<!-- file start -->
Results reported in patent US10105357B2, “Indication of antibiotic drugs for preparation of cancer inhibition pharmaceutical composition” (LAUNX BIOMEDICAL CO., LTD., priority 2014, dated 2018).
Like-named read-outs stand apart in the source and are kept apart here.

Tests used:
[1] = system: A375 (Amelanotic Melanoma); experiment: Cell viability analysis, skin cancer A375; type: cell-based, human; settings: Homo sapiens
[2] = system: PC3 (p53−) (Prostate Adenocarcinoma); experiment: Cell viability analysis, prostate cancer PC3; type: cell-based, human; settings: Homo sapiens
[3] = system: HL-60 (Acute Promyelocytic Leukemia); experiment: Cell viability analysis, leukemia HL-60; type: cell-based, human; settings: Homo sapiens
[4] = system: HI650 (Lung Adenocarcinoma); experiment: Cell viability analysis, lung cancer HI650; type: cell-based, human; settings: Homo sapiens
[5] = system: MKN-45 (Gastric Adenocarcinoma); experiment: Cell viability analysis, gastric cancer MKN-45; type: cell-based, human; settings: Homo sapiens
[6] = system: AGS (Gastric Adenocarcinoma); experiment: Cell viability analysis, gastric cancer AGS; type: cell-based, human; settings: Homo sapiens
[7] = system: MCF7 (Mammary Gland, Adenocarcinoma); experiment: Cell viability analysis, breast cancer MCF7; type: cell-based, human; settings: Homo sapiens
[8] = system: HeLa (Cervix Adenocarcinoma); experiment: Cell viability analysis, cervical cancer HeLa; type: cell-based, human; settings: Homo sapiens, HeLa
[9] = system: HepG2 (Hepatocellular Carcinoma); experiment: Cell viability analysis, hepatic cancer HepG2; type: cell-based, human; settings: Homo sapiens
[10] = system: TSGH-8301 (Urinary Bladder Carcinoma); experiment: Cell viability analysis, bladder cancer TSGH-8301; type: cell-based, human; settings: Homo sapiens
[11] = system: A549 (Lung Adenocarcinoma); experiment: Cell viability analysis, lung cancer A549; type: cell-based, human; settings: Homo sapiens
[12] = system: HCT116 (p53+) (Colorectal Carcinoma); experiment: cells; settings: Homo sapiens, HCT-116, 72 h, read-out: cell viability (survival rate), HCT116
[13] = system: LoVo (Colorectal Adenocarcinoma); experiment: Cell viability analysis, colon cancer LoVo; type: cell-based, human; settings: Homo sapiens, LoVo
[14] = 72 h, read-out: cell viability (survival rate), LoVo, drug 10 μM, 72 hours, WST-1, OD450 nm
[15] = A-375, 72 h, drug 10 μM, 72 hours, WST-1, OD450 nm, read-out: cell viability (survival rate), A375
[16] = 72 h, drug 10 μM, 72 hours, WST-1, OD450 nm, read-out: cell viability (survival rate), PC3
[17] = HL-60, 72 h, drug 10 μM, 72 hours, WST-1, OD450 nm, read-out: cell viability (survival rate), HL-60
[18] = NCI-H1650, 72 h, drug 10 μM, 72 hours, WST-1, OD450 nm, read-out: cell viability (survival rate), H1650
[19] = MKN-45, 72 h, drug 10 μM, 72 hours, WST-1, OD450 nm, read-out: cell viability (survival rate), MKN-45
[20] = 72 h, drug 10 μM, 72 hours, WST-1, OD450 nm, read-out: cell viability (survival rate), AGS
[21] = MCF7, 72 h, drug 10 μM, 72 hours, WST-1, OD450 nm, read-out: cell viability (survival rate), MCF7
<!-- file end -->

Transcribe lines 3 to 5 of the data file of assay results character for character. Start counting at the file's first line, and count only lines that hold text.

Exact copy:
Tests used:
[1] = system: A375 (Amelanotic Melanoma); experiment: Cell viability analysis, skin cancer A375; type: cell-based, human; settings: Homo sapiens
[2] = system: PC3 (p53−) (Prostate Adenocarcinoma); experiment: Cell viability analysis, prostate cancer PC3; type: cell-based, human; settings: Homo sapiens